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Rules, sanctions & Twitter | Privacy Digest
About FTC privacy rulemaking process, French DPA’s €60 million sanction for an hashtag#adtech company and unxpected Twitter’s security glitch – read and enjoy!
South Korean DPA fines Google and Meta a combined $72M for several privacy violations
The South Korea DPA has hit Google with a fine of $50M and Meta with $22M after finding they violated the country’s privacy law. Google did not clearly inform users of the collection and use of other companies’ behavioral information when they signed up for its service and set the default choice to “agree” while covering up further options available via the setting screen.
Meta also did not specify legally required details that consumers must know and did not obtain users’ consent as the company gathered and used their behavior information for personalized advertisements when users signed up.
This is the largest penalty in South Korea for violating personal information protection laws and the country’s first sanction pertaining to the collection and use of behavioral information on online customized advertising platforms. Google and Meta disagree with the fines and might seek a ruling from a court.
Former head of security discloses shocking details about Twitter’s cybersecurity posture
Peiter Zatko, Twitter’s former head of security, testified before the US Senate Judiciary Committee after he filed a whistleblower complaint with the Federal Trade Commission (FTC). His revelations outlined a pattern by company leadership to ignore security vulnerabilities, covering up security failures, and misleading regulators, lawmakers and even its board of directors.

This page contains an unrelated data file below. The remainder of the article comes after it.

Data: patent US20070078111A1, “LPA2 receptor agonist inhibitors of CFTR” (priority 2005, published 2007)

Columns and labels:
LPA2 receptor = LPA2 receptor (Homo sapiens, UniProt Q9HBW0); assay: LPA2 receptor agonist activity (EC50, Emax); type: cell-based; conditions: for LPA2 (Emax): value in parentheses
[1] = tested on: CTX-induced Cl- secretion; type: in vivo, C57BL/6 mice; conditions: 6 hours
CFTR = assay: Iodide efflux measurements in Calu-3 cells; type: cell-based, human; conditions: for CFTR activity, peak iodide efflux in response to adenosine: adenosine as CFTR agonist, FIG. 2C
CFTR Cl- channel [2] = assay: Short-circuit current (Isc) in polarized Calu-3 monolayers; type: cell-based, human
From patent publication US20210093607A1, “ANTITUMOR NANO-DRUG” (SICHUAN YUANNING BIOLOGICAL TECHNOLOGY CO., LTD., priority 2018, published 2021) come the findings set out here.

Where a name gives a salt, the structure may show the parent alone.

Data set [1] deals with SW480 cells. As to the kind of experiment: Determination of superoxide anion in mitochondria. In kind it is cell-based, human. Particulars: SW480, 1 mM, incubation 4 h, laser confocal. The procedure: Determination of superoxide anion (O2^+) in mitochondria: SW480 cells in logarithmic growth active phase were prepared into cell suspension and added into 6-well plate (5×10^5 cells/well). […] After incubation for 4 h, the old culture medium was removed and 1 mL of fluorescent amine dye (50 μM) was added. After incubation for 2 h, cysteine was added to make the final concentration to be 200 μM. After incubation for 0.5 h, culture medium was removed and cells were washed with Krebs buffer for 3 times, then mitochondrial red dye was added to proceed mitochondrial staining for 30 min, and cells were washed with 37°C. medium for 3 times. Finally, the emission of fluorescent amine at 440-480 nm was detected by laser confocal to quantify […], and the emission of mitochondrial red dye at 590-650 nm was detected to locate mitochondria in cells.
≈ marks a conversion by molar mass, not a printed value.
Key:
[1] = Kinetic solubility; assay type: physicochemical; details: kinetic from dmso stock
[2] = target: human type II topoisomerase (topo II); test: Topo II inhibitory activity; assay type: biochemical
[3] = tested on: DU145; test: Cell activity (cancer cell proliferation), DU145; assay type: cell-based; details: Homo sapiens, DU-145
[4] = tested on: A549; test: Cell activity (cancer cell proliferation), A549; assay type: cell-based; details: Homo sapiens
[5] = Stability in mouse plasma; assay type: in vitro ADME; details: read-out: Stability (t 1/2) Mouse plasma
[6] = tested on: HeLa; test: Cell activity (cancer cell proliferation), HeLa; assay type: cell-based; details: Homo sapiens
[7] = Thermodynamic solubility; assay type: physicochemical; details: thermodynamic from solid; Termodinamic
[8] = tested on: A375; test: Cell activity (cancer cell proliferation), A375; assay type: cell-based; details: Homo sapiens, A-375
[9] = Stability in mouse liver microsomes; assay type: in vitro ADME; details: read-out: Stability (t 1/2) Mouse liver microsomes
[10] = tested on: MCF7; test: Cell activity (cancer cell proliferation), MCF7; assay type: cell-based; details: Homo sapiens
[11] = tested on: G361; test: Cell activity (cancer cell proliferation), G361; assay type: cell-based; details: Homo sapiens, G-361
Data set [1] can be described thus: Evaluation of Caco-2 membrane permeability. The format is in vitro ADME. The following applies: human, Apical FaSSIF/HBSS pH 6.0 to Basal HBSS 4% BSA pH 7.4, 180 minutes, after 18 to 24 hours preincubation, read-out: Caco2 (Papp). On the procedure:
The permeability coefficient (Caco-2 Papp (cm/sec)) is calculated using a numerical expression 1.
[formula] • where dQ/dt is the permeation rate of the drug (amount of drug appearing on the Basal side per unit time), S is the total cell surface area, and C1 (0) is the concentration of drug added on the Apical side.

Zatko explains that most of the issues stem from the huge volume of data that Twitter processes and the fact that Twitter doesn’t know what data they store and where they store it. He also revealed that Twitter’s access controls are weak, thus giving employees access to more data than they should, and that Twitter’s internal systems did not keep a log of all engineers who accessed any specific data sets.
Overall, Zatko thinks that only 20% of Twitter’s data is accounted for – the rest is not properly classified and maintained. Finally, Zatko stated that US regulators cannot keep up with Big Tech firms in terms of enforcing rules against them.
French DPA imposes fine of 250K euro over data retention and security violations
The French DPA investigated a legal service provider for violating several obligations under the GDPR. The investigations focused in particular on the data retention periods and the security measures implemented.
The provider stated that the personal data of members and subscribers would be kept for 36 months from the last order for a service and/or document, but the French DPA found that the data of 25% of the users was kept beyond the decided retention periods. Moreover, it was discovered that the provider did not require the use of a strong password when creating an account on their website because the size of the passwords was limited by their own systems.
The provider also transmitted by e-mail and in plaintext non- temporary passwords for accounts, but also stored in plaintext passwords, secret questions and their answers used by users during the password reset procedure. The provider has already taken some actions to remedy the found violations.
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